In this study, a significant increase in level III and IV studies was observed from 1997 to 2017. A decrease was also seen in level V evidence studies. However, there was a decrease in the percentage of high-level studies (level I and II) over the 20-year period as well. Compared to other LOE trend studies in orthopedics, the results of this study are unique and show trends unlike several other studies that found increases in high LOE studies or decreases in level III and IV studies [3,4,6]. The trends of this study suggest a possible shift in foot and ankle trauma research from studies that draw on mechanism-based reasoning to form conclusions to large, retrospective cohort studies and case series. An example of this shift is the companion journal created by JBJS(A) for case reports, JBJS Case Connector, established in 2011. The lack of high-level evidence studies could be due to the difficultly in recruiting patients prospectively that have undergone a traumatic orthopedic emergency. There is still room for improvement with regards to high-level clinical trials in foot and ankle trauma publications, but based on the findings of this study and others in varying areas of orthopedics, it is encouraging to see that the publishing trends are going in a positive direction and emphasizing a clinical focus [2,6].
Strengths and limitations
The purpose of this study is to compare foot and ankle trauma articles between four prominent journals and analyze trends over a 20-year period of time. Although many studies of a similar nature have involved analyzing temporal trends or journal comparison, this study is able to accomplish both in a single study. Key trends and characteristics in foot and ankle trauma articles over a 20-year period were identified and will help contribute to the literature in addition to helping understand the current state of foot and ankle trauma research.
While the primary reviewers diligently searched the article archives of each journal, it is possible that suitable articles could have been missed or removed from the list of articles during the article collection process. Additionally, it was not feasible to review all foot and ankle trauma articles across multiple journals. Although each of the four journals included in the study has a high impact factor within the field of orthopedics, articles from other well-respected and notable journals that would have been a good representation of their respective field were not analyzed.
One limitation of the study is that in sampling articles in one out of every five-year interval without analyzing the intermediate years, it is possible that the data does not exactly match the trends or comparisons made during the study period. Fellowship status was classified only based on the last author and the corresponding author of each article; other coauthors that have received fellowship training may have been involved in study design. However, the training of the last or corresponding author is a suitable approximation of the vantage point of the article being published. Lastly, fellowship training was also only analyzed for articles published in the United States.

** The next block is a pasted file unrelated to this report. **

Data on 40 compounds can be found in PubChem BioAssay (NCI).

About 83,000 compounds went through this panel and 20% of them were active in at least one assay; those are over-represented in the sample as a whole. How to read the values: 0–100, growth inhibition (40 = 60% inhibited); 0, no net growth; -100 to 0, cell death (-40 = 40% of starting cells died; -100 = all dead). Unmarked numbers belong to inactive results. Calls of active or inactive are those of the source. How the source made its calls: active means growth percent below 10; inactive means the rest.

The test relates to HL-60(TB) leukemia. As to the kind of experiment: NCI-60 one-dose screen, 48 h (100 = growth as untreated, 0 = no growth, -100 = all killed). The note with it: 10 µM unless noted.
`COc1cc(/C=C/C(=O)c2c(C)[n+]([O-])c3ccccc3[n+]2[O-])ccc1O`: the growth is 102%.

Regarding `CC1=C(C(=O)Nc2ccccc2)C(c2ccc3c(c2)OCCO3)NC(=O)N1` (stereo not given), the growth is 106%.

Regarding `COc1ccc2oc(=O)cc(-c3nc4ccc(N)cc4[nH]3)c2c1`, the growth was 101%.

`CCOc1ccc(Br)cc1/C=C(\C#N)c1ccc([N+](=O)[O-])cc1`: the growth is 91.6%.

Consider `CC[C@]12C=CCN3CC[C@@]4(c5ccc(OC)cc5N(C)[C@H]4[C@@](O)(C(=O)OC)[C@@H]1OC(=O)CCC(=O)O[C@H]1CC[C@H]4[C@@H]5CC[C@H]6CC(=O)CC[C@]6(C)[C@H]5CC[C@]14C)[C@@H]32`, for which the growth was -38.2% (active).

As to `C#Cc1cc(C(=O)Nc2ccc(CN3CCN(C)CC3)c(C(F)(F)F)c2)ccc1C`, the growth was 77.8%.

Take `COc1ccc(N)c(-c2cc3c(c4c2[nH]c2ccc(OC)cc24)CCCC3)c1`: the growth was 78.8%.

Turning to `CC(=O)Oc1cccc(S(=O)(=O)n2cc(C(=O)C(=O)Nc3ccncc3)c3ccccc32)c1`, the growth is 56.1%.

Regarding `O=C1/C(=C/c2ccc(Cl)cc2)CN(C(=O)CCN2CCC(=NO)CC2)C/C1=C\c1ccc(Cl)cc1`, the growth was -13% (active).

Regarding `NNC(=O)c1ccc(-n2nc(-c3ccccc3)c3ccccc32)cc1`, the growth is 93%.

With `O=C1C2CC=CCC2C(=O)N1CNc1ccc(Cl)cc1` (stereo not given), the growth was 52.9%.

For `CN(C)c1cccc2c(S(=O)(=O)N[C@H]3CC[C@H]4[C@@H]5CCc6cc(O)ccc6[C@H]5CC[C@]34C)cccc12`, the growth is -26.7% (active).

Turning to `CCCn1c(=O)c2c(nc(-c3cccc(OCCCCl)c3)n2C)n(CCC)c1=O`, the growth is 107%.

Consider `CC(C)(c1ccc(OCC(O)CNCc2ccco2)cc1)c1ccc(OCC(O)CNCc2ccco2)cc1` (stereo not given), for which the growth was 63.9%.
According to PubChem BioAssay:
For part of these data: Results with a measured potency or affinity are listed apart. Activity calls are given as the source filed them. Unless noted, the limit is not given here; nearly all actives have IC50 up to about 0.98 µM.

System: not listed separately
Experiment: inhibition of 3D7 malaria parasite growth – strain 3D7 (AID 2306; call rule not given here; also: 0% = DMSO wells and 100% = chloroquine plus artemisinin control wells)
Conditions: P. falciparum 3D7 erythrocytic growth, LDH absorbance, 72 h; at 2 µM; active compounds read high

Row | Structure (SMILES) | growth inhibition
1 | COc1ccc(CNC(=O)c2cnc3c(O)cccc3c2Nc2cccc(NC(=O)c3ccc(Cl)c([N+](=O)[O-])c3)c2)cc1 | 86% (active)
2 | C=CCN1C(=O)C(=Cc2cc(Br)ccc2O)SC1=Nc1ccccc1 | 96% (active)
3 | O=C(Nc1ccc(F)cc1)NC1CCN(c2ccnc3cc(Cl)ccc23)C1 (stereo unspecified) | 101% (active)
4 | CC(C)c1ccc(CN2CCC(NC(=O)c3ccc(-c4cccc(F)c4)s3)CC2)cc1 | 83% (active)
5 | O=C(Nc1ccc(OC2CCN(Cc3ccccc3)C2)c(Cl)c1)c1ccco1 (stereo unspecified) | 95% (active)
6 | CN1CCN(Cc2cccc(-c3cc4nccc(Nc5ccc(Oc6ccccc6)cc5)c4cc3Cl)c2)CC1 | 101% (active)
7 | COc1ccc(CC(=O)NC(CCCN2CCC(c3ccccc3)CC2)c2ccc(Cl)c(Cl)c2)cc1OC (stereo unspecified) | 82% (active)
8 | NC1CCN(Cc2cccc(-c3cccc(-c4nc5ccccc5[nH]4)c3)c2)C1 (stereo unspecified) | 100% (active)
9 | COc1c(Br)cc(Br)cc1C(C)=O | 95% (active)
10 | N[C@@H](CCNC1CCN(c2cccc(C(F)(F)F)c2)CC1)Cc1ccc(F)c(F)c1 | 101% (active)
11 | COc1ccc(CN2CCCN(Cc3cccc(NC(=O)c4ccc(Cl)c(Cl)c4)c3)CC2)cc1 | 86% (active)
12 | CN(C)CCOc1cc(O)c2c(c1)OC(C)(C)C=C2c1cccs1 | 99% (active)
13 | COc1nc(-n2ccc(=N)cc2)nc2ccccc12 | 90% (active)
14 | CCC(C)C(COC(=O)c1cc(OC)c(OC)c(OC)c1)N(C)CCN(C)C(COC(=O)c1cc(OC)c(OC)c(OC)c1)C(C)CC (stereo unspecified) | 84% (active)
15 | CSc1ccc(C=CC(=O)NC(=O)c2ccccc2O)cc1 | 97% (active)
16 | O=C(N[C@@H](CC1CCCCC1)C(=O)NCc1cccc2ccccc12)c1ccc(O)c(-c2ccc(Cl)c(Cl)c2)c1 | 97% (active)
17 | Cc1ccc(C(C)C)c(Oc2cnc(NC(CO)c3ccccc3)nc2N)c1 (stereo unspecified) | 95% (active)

FAI and JOT are two of the leading subspecialty journals for foot and ankle and trauma publications, respectively. JBJS(A) and JBJS(B) are representative of leading general orthopedic journals, and many individuals use these journals to guide clinical practice. This study demonstrates that these journals have comparable publishing characteristics and that both the foot and ankle and trauma subspecialty journals are publishing articles with similar characteristics of those published in JBJS(A)(B).
Although these journals exhibit fairly similar publishing characteristics, it is essential that foot and ankle literature continues to progress in order to better guide clinical practice and decision making. The increase in articles assigned a LOE grade of III and IV found in this study suggest a shift in foot and ankle trauma research toward a more clinical focus; however, for the field to continue to grow the emphasis on high-quality publications needs to continue. Foot and ankle fellowship-trained authors are currently under-represented in foot and ankle trauma literature. It is important that foot and ankle specialists are well represented in the literature for a more complete understanding of the topic.
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Publication Characteristics of Foot and Ankle Trauma Publications: A Review of Articles From 1997 to 2017
Ethics Statement and Conflict of Interest Disclosures
Human subjects: All authors have confirmed that this study did not involve human participants or tissue. Animal subjects: All authors have confirmed that this study did not involve animal subjects or tissue. Conflicts of interest: In compliance with the ICMJE uniform disclosure form, all authors declare the following: Payment/services info: All authors have declared that no financial support was received from any organization for the submitted work. Financial relationships: All authors have declared that they have no financial relationships at present or within the previous three years with any organizations that might have an interest in the submitted work. Other relationships: All authors have declared that there are no other relationships or activities that could appear to have influenced the submitted work.
Cite this article as:
Andrews N A, Alexander B, Jones J, et al. (January 10, 2021) Publication Characteristics of Foot and Ankle Trauma Publications: A Review of Articles From 1997 to 2017. Cureus 13(1): e12607. doi:10.7759/cureus.12607
Peer review began: December 30, 2020
Peer review concluded: January 06, 2021
Published: January 10, 2021
© Copyright 2021
Andrews et al. This is an open access article distributed under the terms of the Creative Commons Attribution License CC-BY 4.0., which permits unrestricted use, distribution, and reproduction in any medium, provided the original author and source are credited.
This is an open access article distributed under the terms of the Creative Commons Attribution License, which permits unrestricted use, distribution, and reproduction in any medium, provided the original author and source are credited.